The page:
My gut says including this question is a bad idea because it will depress responses and in turn the useful of the entire data set. However, I think adding the citizenship question may also generate some useful information for many who use US census data. It's also a question the US Census asked 50 years ago, so it's not unprecedented. What I want to know is how much will a citizenship status question depress response; and what, if any, impact does it have on the rest of the valuable data we get from the US Census? We really don't know. As I said above my gut says it's a bad idea, but I have no data to support it. I hate gut-based decision making. I would be willing to allow the citizenship question now to obtain the data about whether or not to include it again in the future.

ucim wrote:The information is useful, but the (ethical) cost of getting it needs consideration... Society runs on trust... Destroy that trust and you destroy (a part of) society...

I agree. But trust goes both ways and there's a significant portion of the population that doesn't trust that citizens/votes are being counted fairly, factually right or wrong matters less than what they believe. I'd rather go into a debate with those folks with facts on my side, or have facts to evaluate whether it's even worth arguing with them in the first place. (See above)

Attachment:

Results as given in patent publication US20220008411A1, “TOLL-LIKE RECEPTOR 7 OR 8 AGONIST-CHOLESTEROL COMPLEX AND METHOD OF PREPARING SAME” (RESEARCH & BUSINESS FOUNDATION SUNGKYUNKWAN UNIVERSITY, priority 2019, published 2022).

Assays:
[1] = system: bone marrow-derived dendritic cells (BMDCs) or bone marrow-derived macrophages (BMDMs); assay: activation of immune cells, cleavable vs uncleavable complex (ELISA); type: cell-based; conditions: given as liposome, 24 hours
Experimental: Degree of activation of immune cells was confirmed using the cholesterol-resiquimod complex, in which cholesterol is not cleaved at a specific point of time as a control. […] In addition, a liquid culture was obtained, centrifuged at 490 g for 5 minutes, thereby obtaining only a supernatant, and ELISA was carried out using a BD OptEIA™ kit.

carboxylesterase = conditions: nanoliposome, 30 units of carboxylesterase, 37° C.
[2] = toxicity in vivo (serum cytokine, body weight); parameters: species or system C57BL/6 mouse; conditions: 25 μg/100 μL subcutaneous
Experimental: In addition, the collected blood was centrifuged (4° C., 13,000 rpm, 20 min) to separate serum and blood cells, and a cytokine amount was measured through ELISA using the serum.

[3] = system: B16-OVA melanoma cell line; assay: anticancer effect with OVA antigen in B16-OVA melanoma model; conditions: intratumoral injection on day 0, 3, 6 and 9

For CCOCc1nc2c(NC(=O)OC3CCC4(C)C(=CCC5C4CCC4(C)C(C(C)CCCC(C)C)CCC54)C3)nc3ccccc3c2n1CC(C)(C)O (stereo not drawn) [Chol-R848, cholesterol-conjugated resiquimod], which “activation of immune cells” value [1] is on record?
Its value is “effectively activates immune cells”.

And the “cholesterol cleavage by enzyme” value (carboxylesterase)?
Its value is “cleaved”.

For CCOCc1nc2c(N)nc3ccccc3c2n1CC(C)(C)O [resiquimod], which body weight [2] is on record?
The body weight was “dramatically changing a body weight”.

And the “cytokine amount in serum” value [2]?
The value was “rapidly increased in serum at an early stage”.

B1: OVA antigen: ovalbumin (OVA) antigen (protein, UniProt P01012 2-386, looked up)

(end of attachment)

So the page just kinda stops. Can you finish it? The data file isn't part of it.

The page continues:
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Re: Census "Dickery"

Postby ucim » Tue Mar 27, 2018 11:05 pm UTC

Ranbot wrote:My gut says including this question is a bad idea because it will depress responses... [...] I would be willing to allow the citizenship question now to obtain the data about whether or not to include it again in the future.
It does more than decrease response - it gives Trump a road map for his deportation program.

Chen wrote:And frankly only let the people who file taxes vote.
...and they get votes in proportion to the amount of taxes they pay?

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Re: Census Dickery

Postby ConMan » Wed Mar 28, 2018 12:15 am UTC